RCMP Const. Mitch Rowland of the Innisfail freeway detachment keeps his eye on traffic through a laser speed gun while Cpl. Drew Taylor speaks with a motorist at pullout for the Alberta Sports Hall and Museum Thursday afternoon. The two officers along with others were conducting an information CheckStop to educate drivers to slow down when passing emergency vehicles with lights flashing.

Mock emergency scene urges drivers to slow down

Lights flashing means slow down when passing.

Lights flashing means slow down when passing.

That’s the message local RCMP and the Alberta Motor Association wanted to get across on Thursday afternoon during a mock emergency scene they set up along Hwy 2 by the Alberta Sports Hall of Fame in Red Deer.

A tow truck, AMA vehicle and RCMP cars were parked on the side of the busy highway from 3 to 4 p.m. as part of an educational initiative to show aggressive drivers what is at stake for emergency workers rescuing stranded vehicles.

“It’s purely for education. We have guys set up with a laser monitoring the speed of the vehicles passing the tow truck and emergency vehicles,” said Cpl. Brian Johannson with Central Alberta Integrated Traffic Services.

Anyone who is speeding in the lane next to the tow truck would be pulled in but no tickets were issued on Thursday.

“We’re handing out pamphlets instead to remind people that they do need to slow to 60 km/hr when passing emergency vehicles on the inside lane. It’s the law,” Johannson said. “This law has been in act since October 2005 and we run into huge numbers of people who aren’t aware this law even exists even though all our major highways have signs and it’s on the radio.”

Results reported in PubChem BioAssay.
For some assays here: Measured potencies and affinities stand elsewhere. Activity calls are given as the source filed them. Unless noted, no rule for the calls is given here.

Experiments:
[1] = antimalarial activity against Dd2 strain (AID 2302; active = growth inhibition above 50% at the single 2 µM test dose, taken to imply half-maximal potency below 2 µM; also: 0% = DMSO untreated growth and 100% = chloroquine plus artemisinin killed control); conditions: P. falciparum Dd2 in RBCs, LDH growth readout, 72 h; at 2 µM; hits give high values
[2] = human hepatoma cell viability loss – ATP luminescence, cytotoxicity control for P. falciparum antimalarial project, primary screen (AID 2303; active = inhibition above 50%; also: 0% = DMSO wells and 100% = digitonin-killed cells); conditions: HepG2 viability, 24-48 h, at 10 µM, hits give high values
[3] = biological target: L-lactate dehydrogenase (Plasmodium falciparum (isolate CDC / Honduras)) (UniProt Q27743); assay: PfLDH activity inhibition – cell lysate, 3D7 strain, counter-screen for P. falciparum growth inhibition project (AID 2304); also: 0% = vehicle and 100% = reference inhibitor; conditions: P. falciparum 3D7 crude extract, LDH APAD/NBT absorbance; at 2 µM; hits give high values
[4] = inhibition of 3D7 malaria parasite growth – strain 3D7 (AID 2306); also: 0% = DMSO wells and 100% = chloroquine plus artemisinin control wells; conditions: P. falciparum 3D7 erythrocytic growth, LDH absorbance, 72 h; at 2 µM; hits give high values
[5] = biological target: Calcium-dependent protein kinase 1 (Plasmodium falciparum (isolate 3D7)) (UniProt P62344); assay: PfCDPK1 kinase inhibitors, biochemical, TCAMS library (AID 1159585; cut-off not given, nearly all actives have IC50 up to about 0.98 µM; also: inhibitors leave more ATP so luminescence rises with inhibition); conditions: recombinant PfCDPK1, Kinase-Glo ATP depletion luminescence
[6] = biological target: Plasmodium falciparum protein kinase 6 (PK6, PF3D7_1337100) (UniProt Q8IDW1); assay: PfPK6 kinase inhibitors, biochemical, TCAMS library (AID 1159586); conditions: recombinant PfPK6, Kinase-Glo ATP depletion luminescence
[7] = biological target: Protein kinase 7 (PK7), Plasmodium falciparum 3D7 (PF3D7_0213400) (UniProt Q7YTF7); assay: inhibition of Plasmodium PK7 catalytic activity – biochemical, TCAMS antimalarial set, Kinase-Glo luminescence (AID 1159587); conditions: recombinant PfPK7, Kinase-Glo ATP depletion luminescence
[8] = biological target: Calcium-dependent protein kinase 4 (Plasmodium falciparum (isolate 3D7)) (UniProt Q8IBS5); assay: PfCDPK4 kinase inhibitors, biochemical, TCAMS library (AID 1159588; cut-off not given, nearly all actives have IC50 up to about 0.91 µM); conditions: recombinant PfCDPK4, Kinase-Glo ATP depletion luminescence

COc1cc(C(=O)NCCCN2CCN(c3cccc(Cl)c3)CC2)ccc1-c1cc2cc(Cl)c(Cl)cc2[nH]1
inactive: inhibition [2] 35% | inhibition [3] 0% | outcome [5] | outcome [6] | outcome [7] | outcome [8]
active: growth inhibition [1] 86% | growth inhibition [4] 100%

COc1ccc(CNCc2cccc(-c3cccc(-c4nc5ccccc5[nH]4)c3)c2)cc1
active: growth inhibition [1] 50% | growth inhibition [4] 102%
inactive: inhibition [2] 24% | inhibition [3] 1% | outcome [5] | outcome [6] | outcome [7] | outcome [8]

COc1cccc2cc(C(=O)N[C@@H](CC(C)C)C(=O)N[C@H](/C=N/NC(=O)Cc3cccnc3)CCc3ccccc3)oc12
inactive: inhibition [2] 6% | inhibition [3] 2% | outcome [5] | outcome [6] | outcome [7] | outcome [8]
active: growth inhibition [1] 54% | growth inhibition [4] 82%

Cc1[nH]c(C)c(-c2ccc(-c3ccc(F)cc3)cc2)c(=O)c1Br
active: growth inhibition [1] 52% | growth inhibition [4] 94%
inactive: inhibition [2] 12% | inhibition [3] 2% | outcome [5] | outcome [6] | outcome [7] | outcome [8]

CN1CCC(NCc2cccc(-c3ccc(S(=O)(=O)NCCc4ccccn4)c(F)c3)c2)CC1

Speed fines are double in Alberta for those with heavy feet passing stopped police vehicles, ambulances, fire and tow trucks with flashing lights.

For those travelling 50 km over, it’s a $703 fine, said Johannson.

Traffic was abiding by the rules and moving slowly on Thursday afternoon for the most part.

“That’s how it goes sometimes. A few vehicles slow down and everyone follows,” Johannson said.

AMA communications specialist Chris Rechner was also on scene Thursday and said there have been a number of close calls recently in the Central Alberta region with AMA staff trying to help stranded cars.

“We try to put up a blocker truck now so we have two vehicles on the scene on a highway or busy road but even then people just speed right by. They’ll shave the cheeks of our drivers. One guy the other day had set out pylons and someone drove right over two of them,” Rechner said.

The speeder just missed the third pylon, where the AMA staff member was near, down on his knees changing a tire.

“If we keep making that connection with people that tow trucks are emergency vehicles and they’re operated by people just like you and me, that they deserve a safe place to go to work, maybe more people will start obeying the law . . . If we can warn people to avoid that behaviour, everyone wins,” Rechner said.

Johannson said a sheriff in the Blackfalds area has had his vehicle hit twice while he was stopped with flashing lights on the side of the road.

“I had to jump over a car to get out of the way because a guy came by so fast,” he added. “All these people have families and they want to get home safe, too.”

It was the first time a mock emergency event was held by police and AMA on a major highway in the Red Deer area.

A similar situation was set up in Calgary on Thursday morning.


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